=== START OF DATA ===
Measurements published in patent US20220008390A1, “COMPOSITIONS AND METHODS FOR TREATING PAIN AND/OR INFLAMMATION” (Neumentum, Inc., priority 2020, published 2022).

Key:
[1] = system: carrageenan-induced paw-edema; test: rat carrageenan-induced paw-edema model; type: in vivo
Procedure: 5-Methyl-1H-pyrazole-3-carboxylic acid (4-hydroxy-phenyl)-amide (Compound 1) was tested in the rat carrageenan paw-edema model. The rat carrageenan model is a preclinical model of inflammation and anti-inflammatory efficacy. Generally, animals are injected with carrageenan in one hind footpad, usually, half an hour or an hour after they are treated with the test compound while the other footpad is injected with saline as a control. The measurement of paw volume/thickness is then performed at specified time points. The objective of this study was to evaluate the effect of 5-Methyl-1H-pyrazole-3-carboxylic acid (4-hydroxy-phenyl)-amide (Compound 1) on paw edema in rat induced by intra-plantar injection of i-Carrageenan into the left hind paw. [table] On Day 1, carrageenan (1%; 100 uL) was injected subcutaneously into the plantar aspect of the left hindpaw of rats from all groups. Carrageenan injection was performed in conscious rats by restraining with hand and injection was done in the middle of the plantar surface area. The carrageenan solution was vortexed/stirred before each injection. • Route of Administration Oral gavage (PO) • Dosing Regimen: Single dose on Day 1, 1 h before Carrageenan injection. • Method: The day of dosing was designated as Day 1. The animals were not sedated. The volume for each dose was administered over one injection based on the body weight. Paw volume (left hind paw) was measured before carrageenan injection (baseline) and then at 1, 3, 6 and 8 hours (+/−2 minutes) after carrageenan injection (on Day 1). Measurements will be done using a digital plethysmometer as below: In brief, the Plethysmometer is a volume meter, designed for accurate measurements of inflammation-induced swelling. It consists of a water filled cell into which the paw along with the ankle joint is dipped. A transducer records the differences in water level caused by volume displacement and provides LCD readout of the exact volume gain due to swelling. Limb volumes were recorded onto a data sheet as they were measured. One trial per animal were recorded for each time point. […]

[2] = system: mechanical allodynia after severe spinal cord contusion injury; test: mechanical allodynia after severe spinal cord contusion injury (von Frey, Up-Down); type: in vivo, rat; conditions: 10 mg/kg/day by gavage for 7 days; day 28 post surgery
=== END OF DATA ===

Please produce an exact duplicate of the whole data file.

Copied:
Measurements published in patent US20220008390A1, “COMPOSITIONS AND METHODS FOR TREATING PAIN AND/OR INFLAMMATION” (Neumentum, Inc., priority 2020, published 2022).

Key:
[1] = system: carrageenan-induced paw-edema; test: rat carrageenan-induced paw-edema model; type: in vivo
Procedure: 5-Methyl-1H-pyrazole-3-carboxylic acid (4-hydroxy-phenyl)-amide (Compound 1) was tested in the rat carrageenan paw-edema model. The rat carrageenan model is a preclinical model of inflammation and anti-inflammatory efficacy. Generally, animals are injected with carrageenan in one hind footpad, usually, half an hour or an hour after they are treated with the test compound while the other footpad is injected with saline as a control. The measurement of paw volume/thickness is then performed at specified time points. The objective of this study was to evaluate the effect of 5-Methyl-1H-pyrazole-3-carboxylic acid (4-hydroxy-phenyl)-amide (Compound 1) on paw edema in rat induced by intra-plantar injection of i-Carrageenan into the left hind paw. [table] On Day 1, carrageenan (1%; 100 uL) was injected subcutaneously into the plantar aspect of the left hindpaw of rats from all groups. Carrageenan injection was performed in conscious rats by restraining with hand and injection was done in the middle of the plantar surface area. The carrageenan solution was vortexed/stirred before each injection. • Route of Administration Oral gavage (PO) • Dosing Regimen: Single dose on Day 1, 1 h before Carrageenan injection. • Method: The day of dosing was designated as Day 1. The animals were not sedated. The volume for each dose was administered over one injection based on the body weight. Paw volume (left hind paw) was measured before carrageenan injection (baseline) and then at 1, 3, 6 and 8 hours (+/−2 minutes) after carrageenan injection (on Day 1). Measurements will be done using a digital plethysmometer as below: In brief, the Plethysmometer is a volume meter, designed for accurate measurements of inflammation-induced swelling. It consists of a water filled cell into which the paw along with the ankle joint is dipped. A transducer records the differences in water level caused by volume displacement and provides LCD readout of the exact volume gain due to swelling. Limb volumes were recorded onto a data sheet as they were measured. One trial per animal were recorded for each time point. […]

[2] = system: mechanical allodynia after severe spinal cord contusion injury; test: mechanical allodynia after severe spinal cord contusion injury (von Frey, Up-Down); type: in vivo, rat; conditions: 10 mg/kg/day by gavage for 7 days; day 28 post surgery